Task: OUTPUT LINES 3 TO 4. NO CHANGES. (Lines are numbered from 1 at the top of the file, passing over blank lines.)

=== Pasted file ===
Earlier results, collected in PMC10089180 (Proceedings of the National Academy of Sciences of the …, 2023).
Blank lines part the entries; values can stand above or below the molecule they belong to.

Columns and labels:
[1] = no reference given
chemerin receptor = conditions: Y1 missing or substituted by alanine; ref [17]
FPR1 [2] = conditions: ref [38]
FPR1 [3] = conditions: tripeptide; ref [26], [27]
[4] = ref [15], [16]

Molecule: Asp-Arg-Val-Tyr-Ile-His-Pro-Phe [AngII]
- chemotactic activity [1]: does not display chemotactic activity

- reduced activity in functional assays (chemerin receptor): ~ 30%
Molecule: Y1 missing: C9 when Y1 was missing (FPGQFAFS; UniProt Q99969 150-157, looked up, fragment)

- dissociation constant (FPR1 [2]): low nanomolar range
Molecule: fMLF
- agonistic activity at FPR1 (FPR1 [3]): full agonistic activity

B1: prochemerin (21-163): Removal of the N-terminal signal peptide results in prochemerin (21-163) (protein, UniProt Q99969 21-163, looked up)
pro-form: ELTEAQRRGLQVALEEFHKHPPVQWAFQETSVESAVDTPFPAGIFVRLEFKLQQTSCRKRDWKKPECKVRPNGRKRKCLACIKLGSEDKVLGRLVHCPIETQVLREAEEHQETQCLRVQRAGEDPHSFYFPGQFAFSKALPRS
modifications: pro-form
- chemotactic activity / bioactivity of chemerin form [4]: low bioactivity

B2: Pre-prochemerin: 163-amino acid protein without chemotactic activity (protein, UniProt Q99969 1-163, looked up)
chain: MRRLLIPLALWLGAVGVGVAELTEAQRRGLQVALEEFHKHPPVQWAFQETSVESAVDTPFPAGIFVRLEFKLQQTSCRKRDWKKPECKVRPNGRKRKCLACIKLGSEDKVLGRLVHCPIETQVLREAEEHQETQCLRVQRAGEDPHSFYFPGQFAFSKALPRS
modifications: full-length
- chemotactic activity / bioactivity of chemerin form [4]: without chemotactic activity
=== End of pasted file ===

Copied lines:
Columns and labels:
[1] = no reference given